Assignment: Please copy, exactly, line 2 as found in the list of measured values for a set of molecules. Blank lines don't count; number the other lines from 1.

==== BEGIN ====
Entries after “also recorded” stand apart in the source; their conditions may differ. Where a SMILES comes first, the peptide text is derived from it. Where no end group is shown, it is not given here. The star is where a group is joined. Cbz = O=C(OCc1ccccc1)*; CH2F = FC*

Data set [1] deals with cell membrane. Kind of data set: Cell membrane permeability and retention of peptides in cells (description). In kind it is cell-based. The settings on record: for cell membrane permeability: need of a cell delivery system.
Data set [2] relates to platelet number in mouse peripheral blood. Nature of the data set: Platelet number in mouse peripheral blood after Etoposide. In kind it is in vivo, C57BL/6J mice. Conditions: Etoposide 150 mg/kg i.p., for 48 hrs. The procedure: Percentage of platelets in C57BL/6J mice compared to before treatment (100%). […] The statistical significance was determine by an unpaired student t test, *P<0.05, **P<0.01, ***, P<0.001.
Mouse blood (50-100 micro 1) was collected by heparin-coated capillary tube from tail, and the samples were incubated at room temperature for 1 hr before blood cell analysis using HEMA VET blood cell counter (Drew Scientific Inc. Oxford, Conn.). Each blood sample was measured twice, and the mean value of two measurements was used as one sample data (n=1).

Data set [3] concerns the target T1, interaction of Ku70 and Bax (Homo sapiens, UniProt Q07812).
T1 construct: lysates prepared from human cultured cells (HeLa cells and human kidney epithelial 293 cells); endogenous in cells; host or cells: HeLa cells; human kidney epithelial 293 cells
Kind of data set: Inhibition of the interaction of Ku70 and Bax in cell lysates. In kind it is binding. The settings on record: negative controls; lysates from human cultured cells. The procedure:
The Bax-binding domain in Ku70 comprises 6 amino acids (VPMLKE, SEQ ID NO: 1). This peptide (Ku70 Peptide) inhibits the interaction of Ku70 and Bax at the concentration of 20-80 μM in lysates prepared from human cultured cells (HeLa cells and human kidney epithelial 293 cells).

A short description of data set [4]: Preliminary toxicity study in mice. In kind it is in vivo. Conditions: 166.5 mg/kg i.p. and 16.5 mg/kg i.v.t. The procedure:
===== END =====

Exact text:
Data set [1] deals with cell membrane. Kind of data set: Cell membrane permeability and retention of peptides in cells (description). In kind it is cell-based. The settings on record: for cell membrane permeability: need of a cell delivery system.